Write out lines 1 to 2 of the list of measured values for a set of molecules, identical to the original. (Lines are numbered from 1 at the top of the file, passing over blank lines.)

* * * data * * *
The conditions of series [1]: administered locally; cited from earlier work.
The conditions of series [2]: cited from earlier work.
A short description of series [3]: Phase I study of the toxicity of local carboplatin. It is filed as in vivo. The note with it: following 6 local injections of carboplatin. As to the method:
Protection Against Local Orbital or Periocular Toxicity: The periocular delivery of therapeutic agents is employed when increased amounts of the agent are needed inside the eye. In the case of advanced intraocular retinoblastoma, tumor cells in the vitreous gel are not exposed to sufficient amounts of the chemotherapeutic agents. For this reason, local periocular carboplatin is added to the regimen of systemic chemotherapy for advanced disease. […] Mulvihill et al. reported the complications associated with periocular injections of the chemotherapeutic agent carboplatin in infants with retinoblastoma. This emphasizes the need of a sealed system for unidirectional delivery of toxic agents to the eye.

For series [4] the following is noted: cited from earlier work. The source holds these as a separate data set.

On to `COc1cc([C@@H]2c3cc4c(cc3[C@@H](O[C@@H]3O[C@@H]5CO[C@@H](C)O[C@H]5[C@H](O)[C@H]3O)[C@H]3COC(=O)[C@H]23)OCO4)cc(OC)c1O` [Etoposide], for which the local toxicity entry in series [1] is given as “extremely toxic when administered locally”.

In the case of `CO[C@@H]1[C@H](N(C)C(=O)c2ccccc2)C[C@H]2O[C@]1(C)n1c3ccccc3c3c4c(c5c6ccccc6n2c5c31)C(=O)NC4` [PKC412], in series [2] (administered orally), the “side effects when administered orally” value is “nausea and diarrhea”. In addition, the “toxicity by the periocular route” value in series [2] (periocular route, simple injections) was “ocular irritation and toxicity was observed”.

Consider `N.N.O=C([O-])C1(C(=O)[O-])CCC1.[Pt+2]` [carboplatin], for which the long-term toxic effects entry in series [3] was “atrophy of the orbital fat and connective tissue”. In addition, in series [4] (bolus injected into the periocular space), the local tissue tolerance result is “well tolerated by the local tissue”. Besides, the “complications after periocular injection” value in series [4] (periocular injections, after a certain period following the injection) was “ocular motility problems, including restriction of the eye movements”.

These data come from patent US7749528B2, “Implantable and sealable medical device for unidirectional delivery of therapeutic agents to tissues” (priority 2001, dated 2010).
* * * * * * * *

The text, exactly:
The conditions of series [1]: administered locally; cited from earlier work.
The conditions of series [2]: cited from earlier work.